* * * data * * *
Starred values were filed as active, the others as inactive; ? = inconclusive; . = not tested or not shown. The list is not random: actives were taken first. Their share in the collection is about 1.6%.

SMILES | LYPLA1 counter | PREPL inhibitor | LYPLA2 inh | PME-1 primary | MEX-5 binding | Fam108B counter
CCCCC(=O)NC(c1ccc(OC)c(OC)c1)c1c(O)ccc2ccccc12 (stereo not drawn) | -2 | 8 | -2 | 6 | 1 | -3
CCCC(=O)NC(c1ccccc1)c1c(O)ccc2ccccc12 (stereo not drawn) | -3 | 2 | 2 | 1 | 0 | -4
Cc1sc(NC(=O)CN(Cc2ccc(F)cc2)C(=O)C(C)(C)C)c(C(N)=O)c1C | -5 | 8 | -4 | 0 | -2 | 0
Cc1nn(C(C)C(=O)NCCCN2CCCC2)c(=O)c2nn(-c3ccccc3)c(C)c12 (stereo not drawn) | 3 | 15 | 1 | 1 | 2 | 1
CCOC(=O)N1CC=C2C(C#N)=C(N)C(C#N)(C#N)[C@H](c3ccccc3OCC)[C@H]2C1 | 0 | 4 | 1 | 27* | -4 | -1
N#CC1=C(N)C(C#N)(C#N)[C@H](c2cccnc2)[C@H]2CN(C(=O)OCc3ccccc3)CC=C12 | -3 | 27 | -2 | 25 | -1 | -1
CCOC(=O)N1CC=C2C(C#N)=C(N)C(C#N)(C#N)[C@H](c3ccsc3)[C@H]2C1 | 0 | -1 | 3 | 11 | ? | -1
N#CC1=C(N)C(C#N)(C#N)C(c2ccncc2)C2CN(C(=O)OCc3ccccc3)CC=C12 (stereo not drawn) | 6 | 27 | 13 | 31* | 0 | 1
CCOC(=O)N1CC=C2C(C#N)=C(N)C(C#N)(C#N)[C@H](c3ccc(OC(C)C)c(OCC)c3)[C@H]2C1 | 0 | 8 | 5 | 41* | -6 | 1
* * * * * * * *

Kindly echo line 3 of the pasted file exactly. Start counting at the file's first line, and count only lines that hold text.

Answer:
CCCCC(=O)NC(c1ccc(OC)c(OC)c1)c1c(O)ccc2ccccc12 (stereo not drawn) | -2 | 8 | -2 | 6 | 1 | -3